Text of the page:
A recent edition of Science Magazine published a thought-provoling piece on our education system called “It’s the Teachers.” (subscription required) Written by John E. Burris, president of the Burroughs Wellcome Fund, this editorial contributes to the ongoing conversation on international education trends. Considering the results of the Trends in International Mathematics and Science Study (TIMSS) and Program for International Student Assessment (PISA) test, Burris looks to Finland for the distinguishing characteristics that account for its success:
So why exactly is Finland so special? One answer may be Finland’s emphasis on high-quality teachers and high standards. Burris writes, “As Finland has shown, the answer to the problem that beleaguers many nations is a straightforward commitment to both value and trust the most important part of any successful educational system—the teacher.” For example, only 1 in 10 applicants are accepted into teacher training programs in Finland; furthermore, teachers must have advanced degrees to be considered for the teaching profession. In the U.S, by contrast, Burris argues that teacher training leaves much to be desired, educators often teach to standardized assessments, and teachers often find a pervasive lack of respect given to their chosen profession.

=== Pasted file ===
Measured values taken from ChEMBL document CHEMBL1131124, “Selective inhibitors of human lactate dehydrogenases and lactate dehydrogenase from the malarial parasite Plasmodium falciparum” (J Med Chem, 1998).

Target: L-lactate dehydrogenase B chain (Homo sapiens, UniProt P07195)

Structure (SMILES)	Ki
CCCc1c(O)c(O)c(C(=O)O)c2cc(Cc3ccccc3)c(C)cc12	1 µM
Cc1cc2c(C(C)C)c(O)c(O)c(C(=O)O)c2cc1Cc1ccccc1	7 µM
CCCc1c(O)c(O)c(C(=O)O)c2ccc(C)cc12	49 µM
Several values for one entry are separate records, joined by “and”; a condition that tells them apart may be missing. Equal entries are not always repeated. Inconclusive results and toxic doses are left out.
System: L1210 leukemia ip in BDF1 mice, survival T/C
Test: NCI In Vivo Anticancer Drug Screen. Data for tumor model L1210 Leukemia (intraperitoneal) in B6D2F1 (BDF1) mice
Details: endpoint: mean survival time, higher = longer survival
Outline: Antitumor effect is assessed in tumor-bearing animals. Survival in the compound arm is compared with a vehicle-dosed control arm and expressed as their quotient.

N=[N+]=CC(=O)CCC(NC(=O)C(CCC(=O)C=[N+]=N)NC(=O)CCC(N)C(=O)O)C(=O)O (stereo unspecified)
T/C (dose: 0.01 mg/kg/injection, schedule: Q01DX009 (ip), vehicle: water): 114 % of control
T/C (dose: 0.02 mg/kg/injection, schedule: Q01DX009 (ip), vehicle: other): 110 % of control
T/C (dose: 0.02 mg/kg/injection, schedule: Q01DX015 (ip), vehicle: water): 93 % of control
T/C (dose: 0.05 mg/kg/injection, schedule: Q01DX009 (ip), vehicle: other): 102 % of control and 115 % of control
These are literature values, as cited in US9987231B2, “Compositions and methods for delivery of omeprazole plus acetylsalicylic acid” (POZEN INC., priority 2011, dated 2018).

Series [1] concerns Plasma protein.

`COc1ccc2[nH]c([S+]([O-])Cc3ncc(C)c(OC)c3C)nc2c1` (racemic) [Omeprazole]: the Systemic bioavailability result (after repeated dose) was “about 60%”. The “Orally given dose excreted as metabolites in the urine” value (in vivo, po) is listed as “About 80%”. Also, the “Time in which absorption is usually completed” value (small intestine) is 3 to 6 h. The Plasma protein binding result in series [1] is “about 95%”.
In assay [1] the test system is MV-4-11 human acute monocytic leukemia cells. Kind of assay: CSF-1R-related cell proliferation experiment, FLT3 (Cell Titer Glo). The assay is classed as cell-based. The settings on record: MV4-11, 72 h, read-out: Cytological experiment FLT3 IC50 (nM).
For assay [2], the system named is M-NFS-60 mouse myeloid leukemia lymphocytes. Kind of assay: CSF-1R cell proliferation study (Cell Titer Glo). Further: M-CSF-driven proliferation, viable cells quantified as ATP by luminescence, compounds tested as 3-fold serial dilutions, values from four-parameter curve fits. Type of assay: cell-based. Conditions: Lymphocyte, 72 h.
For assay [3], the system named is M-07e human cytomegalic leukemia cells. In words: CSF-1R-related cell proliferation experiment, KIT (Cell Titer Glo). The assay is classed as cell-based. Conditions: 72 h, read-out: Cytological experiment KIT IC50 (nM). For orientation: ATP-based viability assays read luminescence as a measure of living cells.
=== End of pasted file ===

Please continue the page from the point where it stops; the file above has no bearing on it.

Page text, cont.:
And Burris goes on to argue for a host of critical reforms to help improve our educational performance.
Read the whole thing.